Everybody knows how President-elect Barack Obama's amazing campaign money machine was dominated by several million regular folks sending in hard-earned amounts under $200, a real sign of his grass-roots support.
Except, it turns out, that's not really true.
In fact, Obama's base of small donors was almost exactly the same percentage as George W. Bush's in 2004 -- Obama had 26% and the soon-to-be-former president 25%.
"The myth is that money from small donors dominated Barack Obama's finances," said Michael Malbin, executive director of the nonpartisan Campaign Finance Institute.
In a recent detailed study that added up the total contributions from the individual donors, the institute discovered that rather than the 50-plus% commonly reported throughout the campaign, only 26% of Obama's contributions through August and only 24% through Oct. 15 came from people whose total donations added up to less than $200.
It comes down to which definition of "small donor" you accept: Someone who gave to the campaign by scraping together $199, period, or someone who donated $199 to the Obama campaign several times, perhaps totaling close to the $4,600 legal limit for the primary and general elections.
Much mingling to do in Iowa
Hard to believe this much time has passed already since the 2008 presidential election. But here we are only 37 months away from the 2012 Iowa caucuses.
And only 32 months until the Ames straw poll.
And here goes Louisiana Republican Gov. Bobby Jindal speaking at a fundraiser for the Iowa Family Policy Center in West Des Moines.
The 37-year-old Jindal made light of the occasion, of course, joking to some 800 curious listeners that it was way too soon to be making political speeches. "You might want to consider getting involved in some kind of recovery program," he suggested to a receptive audience on his first trip to the Hawkeye State, as noted by MSNBC's political blog First Read.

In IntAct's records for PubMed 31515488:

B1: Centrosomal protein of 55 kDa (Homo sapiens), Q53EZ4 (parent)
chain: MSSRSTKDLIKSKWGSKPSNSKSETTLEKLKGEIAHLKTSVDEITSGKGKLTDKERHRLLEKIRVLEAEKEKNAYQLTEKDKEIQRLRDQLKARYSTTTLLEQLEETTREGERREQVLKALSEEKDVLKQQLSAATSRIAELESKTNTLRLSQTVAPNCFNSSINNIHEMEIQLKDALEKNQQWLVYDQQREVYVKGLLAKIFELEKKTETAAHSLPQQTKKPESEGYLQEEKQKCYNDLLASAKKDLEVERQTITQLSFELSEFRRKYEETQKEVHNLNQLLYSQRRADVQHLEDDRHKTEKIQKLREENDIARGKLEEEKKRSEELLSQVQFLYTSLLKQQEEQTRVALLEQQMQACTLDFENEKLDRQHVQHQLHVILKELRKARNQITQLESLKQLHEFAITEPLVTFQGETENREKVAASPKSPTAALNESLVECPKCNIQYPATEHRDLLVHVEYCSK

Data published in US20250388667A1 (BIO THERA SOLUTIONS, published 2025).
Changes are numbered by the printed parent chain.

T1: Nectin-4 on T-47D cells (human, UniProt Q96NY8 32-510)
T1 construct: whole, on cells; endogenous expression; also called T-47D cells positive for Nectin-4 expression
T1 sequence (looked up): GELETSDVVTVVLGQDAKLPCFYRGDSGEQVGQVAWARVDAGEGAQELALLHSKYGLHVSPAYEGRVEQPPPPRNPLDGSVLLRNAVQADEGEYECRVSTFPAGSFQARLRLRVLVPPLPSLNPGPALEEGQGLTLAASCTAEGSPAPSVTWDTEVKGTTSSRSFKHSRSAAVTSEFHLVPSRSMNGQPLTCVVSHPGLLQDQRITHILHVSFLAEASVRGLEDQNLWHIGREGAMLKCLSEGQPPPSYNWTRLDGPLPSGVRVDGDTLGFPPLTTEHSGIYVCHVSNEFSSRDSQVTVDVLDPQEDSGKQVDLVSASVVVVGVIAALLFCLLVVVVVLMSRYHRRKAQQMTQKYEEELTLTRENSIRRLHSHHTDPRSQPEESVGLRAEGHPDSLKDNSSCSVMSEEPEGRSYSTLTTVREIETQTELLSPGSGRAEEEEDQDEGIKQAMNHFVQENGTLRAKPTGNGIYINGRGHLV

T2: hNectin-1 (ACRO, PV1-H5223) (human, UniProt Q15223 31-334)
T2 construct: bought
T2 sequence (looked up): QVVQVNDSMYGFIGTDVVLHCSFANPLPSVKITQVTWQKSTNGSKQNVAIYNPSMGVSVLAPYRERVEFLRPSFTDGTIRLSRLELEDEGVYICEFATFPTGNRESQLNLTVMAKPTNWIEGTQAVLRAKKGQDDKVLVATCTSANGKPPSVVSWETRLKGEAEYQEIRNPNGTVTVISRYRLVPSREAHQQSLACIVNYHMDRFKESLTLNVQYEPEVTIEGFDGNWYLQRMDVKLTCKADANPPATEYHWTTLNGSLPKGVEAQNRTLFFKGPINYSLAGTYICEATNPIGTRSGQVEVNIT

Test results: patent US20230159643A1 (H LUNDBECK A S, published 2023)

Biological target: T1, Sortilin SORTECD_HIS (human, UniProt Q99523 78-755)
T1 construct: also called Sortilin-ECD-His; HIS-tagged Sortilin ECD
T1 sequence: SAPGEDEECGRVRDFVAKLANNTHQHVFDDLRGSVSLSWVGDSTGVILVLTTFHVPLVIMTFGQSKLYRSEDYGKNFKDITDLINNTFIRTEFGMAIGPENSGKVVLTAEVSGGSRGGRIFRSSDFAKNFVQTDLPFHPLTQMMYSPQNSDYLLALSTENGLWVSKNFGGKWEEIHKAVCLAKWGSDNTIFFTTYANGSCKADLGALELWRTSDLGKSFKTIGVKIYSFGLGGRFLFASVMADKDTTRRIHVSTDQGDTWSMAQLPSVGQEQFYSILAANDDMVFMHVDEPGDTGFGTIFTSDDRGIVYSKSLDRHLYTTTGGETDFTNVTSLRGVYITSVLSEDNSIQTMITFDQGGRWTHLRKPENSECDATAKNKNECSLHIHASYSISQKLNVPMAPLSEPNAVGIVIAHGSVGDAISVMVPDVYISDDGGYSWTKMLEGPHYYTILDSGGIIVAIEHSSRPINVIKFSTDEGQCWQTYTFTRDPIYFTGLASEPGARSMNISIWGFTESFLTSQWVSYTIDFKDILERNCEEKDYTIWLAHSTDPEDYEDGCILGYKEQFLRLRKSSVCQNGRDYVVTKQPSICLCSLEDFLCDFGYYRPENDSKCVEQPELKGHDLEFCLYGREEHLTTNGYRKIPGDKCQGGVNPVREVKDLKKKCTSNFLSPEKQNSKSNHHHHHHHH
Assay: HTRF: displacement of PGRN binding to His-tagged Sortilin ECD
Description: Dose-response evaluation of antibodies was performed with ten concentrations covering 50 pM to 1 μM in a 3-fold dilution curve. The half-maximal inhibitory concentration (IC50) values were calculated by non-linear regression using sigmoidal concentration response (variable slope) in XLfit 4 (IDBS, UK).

But, of course, that's exactly what he was doing anyway in the form of speaking about family. "As a parent," said Jindal, knowing his conservative audience had precisely the same feelings, "I'm acutely aware of the overall coarsening of our culture in many ways."
Jindal took the tack that many non-Washington Republicans instinctively know is the right one nowadays, giving the president-elect some time and room to succeed or fail on his own without the constant carping that hurt Republicans on Nov. 4.
"Whether you voted for him or not," Jindal said of Obama, "whether you supported the new leaders of Congress or not -- they're our president, they're our Congress. They need our prayers. They need our support."
Then he proceeded to talk about his chief executive work back home in Louisiana. It was a kind of political introduction, with plenty of mingling with the audience, who may remember he was there come 2011. Jindal will be back. Same for Mike Huckabee. Probably Mitt Romney. Sarah Palin will pack them in sometime down the road.
Not so much because any of them has decided what they're going to do come the next leap year. But because they and their strategists want to be ready just in case.
Race hangs on Minnesota dolts
Even with Florida 2000 in our memories, maybe you too couldn't understand what's the big deal about ballots still being counted three full weeks after election day.
Thanks to Minnesota Public Radio, we can all at least partly understand the predicament of the poor election judges trying to decipher what in the world many Minnesota voters had in mind -- or if they had one when they voted.
You'd think with millions of votes, a few dozen wouldn't matter much one way or the other.
But it appears these knuckleheads could actually be the deciding factor in determining not only the U.S. Senate race in Minnesota but also whether the Democrats achieve their coveted Republican-proof majority of 60 seats.
Professional comedian Al Franken, the Democrat, and professional politician Norm Coleman, the Republican incumbent, are separated by a very few votes.
The deciding challenged votes could include:
* A ballot with the circle properly filled in but a thumbprint on another candidate's name, possibly interpreted as an identifying imprint that would disqualify the vote.
* A ballot with "No" written by one name and another marked in.
* A ballot with one name marked but a little arrow pointing up to another candidate.
No wonder the Lakers left.
Read more Top of the Ticket at latimes.com/ticket.